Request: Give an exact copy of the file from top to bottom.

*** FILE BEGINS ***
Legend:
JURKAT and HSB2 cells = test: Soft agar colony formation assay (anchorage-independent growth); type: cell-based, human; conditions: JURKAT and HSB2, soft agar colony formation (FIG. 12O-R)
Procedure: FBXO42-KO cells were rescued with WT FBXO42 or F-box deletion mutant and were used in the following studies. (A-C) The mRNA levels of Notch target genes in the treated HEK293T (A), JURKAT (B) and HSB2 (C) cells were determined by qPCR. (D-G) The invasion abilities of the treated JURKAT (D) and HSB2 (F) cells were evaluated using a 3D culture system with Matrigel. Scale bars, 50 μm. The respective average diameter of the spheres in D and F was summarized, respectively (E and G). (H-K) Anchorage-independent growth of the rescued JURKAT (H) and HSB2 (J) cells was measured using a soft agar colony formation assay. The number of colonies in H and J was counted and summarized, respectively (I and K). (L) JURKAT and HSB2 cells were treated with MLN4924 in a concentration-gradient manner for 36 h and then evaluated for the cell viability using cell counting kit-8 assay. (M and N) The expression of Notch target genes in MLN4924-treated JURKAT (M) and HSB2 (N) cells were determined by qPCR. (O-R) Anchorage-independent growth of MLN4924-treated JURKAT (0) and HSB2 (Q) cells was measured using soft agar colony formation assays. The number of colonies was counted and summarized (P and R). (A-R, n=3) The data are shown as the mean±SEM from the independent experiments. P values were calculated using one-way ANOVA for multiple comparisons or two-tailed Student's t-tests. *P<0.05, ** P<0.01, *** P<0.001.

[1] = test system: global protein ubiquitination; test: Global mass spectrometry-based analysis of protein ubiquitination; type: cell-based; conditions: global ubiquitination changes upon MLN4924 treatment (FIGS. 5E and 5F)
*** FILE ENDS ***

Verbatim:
Legend:
JURKAT and HSB2 cells = test: Soft agar colony formation assay (anchorage-independent growth); type: cell-based, human; conditions: JURKAT and HSB2, soft agar colony formation (FIG. 12O-R)
Procedure: FBXO42-KO cells were rescued with WT FBXO42 or F-box deletion mutant and were used in the following studies. (A-C) The mRNA levels of Notch target genes in the treated HEK293T (A), JURKAT (B) and HSB2 (C) cells were determined by qPCR. (D-G) The invasion abilities of the treated JURKAT (D) and HSB2 (F) cells were evaluated using a 3D culture system with Matrigel. Scale bars, 50 μm. The respective average diameter of the spheres in D and F was summarized, respectively (E and G). (H-K) Anchorage-independent growth of the rescued JURKAT (H) and HSB2 (J) cells was measured using a soft agar colony formation assay. The number of colonies in H and J was counted and summarized, respectively (I and K). (L) JURKAT and HSB2 cells were treated with MLN4924 in a concentration-gradient manner for 36 h and then evaluated for the cell viability using cell counting kit-8 assay. (M and N) The expression of Notch target genes in MLN4924-treated JURKAT (M) and HSB2 (N) cells were determined by qPCR. (O-R) Anchorage-independent growth of MLN4924-treated JURKAT (0) and HSB2 (Q) cells was measured using soft agar colony formation assays. The number of colonies was counted and summarized (P and R). (A-R, n=3) The data are shown as the mean±SEM from the independent experiments. P values were calculated using one-way ANOVA for multiple comparisons or two-tailed Student's t-tests. *P<0.05, ** P<0.01, *** P<0.001.

[1] = test system: global protein ubiquitination; test: Global mass spectrometry-based analysis of protein ubiquitination; type: cell-based; conditions: global ubiquitination changes upon MLN4924 treatment (FIGS. 5E and 5F)